| Global Times | 2012-7-28 0:55:02
By Global Times
The curtain went up on the London Olympic Games early Saturday morning Beijing time. Now the event has returned to a traditional Western power from the world's biggest developing country that hosted the 2008 Beijing Olympic Games, but the fever of four years ago has greatly faded. The London Games only received moderate attention before its opening.
The Olympic Games can be pure sports. However, in Asia, the event has repeatedly proved to be a driving force for national emergence, as in the 1964 Tokyo Games and the 1988 Seoul Games. The Beijing event in 2008 was described as China's coming-out party by the Western media.
The liberal and relaxed working style in the West is adored by many Chinese intellectuals. A precondition of this, however, is an affluent society, in which the country is not as keen for national achievements as Asian states have been. Opportunities to prove themselves are much valued in Asian countries, which are good at boosting development through cultural events.
Those successful Olympic Games in Asia applied special meaning to this event. They were seen as a chance for the host country to prove its accomplishments. The Olympic Games has proved more than just a sporting contest.
When this event rolled back to Europe, its vitality abruptly shrank. A lack of funding, complaining residents and all others showed the indifference of the developed world, revealing a striking difference in attitude to the developing nations.
Recently some Chinese sang highly online of the British way of hosting the Games, and in the meantime poured contempt on China's efforts four years ago. This voice represents the unconditional admiration of Western culture and also the self-abasement in Chinese society.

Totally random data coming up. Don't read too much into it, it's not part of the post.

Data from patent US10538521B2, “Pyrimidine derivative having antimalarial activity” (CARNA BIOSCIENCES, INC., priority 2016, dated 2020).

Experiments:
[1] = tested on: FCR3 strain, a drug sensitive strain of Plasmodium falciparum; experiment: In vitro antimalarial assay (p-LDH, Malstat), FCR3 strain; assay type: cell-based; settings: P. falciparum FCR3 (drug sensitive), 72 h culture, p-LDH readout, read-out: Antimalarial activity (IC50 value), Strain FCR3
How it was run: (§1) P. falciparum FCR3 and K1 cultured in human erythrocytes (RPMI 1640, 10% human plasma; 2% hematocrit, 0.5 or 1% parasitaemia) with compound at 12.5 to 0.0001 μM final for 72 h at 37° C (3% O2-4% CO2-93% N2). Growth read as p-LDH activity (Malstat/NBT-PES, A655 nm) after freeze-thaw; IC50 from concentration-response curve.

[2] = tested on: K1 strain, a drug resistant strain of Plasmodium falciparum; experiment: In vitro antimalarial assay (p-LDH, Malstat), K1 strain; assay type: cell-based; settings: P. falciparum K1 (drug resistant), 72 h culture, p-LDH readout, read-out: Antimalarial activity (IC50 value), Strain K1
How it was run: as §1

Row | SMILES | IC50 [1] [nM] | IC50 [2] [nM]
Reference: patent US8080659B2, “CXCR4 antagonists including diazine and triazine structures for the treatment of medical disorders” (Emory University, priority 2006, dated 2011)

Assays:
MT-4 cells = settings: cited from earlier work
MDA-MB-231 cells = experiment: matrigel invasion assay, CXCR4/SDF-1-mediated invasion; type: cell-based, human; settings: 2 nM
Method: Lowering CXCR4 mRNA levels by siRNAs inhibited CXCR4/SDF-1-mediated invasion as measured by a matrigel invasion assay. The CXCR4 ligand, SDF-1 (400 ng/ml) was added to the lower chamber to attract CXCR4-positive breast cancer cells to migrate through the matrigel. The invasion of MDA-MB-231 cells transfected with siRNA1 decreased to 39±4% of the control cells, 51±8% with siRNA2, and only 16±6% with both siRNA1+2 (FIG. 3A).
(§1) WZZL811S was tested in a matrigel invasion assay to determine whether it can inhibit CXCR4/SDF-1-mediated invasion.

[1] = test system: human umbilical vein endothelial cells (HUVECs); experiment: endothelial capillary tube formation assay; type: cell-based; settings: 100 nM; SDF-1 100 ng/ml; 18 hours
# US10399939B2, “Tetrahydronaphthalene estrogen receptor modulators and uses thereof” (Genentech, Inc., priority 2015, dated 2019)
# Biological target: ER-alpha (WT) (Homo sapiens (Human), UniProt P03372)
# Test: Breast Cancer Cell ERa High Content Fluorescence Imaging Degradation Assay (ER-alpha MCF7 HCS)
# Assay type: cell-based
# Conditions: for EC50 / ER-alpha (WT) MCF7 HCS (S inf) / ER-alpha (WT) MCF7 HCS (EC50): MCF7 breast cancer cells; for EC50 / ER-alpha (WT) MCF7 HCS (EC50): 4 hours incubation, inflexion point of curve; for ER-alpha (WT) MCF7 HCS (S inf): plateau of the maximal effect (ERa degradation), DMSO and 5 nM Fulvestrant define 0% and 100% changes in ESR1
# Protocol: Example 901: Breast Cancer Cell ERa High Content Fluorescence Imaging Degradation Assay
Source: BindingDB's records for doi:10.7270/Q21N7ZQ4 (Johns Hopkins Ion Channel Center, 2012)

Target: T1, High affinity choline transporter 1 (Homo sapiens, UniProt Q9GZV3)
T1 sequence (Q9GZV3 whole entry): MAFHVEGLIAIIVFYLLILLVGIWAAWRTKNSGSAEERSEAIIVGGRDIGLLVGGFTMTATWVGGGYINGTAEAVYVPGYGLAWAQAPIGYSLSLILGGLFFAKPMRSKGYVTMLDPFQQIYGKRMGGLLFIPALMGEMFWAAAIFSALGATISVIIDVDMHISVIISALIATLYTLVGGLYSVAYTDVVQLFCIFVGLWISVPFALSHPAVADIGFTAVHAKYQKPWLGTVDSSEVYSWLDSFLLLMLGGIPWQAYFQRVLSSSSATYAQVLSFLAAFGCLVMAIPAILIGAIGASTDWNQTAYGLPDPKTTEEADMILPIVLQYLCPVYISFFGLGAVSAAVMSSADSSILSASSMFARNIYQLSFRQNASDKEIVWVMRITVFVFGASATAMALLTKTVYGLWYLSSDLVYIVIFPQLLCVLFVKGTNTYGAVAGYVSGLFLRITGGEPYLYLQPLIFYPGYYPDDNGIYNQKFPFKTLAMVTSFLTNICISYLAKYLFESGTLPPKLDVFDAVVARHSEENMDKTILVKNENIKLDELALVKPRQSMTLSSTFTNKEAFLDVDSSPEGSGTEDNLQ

In fact London does care about the Olympic Games, otherwise it wouldn't have competed with New York and Moscow seven years ago for the right to host the games. The UK wanted to shake up its economy with the help of the Games, but failed due to its limited potential.
So maybe the Olympic Games should give more chances to developing countries, and to itself. In 2008 the whole world was discussing the Olympic Games, as it was connected to an emerging China.
Of course, it's a matter for the host country as to how to present the Olympic Games. It's fine to just make it a party, as it brings simple joy.
The Beijing Games has been recorded in history as a highly successful event. In the future people will remember it when they talk about either sports or the history of developing world.
We wish the London Games another kind of success. There is one world, but all kinds of happiness.
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